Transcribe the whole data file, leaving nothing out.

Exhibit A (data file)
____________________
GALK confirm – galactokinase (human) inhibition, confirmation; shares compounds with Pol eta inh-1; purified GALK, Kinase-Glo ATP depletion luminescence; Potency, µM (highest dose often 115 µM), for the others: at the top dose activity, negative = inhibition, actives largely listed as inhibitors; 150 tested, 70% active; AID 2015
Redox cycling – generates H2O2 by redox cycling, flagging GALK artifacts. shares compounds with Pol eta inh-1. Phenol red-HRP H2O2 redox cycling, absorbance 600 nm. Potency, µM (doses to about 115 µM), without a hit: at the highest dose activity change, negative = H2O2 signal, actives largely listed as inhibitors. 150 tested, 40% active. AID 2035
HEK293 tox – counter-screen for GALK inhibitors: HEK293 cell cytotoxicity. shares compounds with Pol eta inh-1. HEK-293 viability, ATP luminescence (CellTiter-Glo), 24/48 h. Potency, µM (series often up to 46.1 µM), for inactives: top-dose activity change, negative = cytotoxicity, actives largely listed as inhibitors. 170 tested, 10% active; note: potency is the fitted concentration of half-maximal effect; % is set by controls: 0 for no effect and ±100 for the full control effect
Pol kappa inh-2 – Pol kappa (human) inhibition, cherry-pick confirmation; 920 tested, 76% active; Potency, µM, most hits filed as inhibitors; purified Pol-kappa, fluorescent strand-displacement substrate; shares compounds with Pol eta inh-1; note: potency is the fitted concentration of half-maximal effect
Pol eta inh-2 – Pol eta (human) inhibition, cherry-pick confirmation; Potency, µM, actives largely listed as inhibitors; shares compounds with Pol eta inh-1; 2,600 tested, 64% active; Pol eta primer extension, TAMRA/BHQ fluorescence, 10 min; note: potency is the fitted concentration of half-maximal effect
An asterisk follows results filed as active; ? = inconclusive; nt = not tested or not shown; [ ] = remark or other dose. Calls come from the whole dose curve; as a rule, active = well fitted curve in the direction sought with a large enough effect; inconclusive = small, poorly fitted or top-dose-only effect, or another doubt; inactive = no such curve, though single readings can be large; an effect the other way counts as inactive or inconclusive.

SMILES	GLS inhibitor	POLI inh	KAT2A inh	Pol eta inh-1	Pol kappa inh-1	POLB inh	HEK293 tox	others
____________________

GALK confirm – galactokinase (human) inhibition, confirmation; shares compounds with Pol eta inh-1; purified GALK, Kinase-Glo ATP depletion luminescence; Potency, µM (highest dose often 115 µM), for the others: at the top dose activity, negative = inhibition, actives largely listed as inhibitors; 150 tested, 70% active; AID 2015
Redox cycling – generates H2O2 by redox cycling, flagging GALK artifacts. shares compounds with Pol eta inh-1. Phenol red-HRP H2O2 redox cycling, absorbance 600 nm. Potency, µM (doses to about 115 µM), without a hit: at the highest dose activity change, negative = H2O2 signal, actives largely listed as inhibitors. 150 tested, 40% active. AID 2035
HEK293 tox – counter-screen for GALK inhibitors: HEK293 cell cytotoxicity. shares compounds with Pol eta inh-1. HEK-293 viability, ATP luminescence (CellTiter-Glo), 24/48 h. Potency, µM (series often up to 46.1 µM), for inactives: top-dose activity change, negative = cytotoxicity, actives largely listed as inhibitors. 170 tested, 10% active; note: potency is the fitted concentration of half-maximal effect; % is set by controls: 0 for no effect and ±100 for the full control effect
Pol kappa inh-2 – Pol kappa (human) inhibition, cherry-pick confirmation; 920 tested, 76% active; Potency, µM, most hits filed as inhibitors; purified Pol-kappa, fluorescent strand-displacement substrate; shares compounds with Pol eta inh-1; note: potency is the fitted concentration of half-maximal effect
Pol eta inh-2 – Pol eta (human) inhibition, cherry-pick confirmation; Potency, µM, actives largely listed as inhibitors; shares compounds with Pol eta inh-1; 2,600 tested, 64% active; Pol eta primer extension, TAMRA/BHQ fluorescence, 10 min; note: potency is the fitted concentration of half-maximal effect
An asterisk follows results filed as active; ? = inconclusive; nt = not tested or not shown; [ ] = remark or other dose. Calls come from the whole dose curve; as a rule, active = well fitted curve in the direction sought with a large enough effect; inconclusive = small, poorly fitted or top-dose-only effect, or another doubt; inactive = no such curve, though single readings can be large; an effect the other way counts as inactive or inconclusive.

SMILES	GLS inhibitor	POLI inh	KAT2A inh	Pol eta inh-1	Pol kappa inh-1	POLB inh	HEK293 tox	others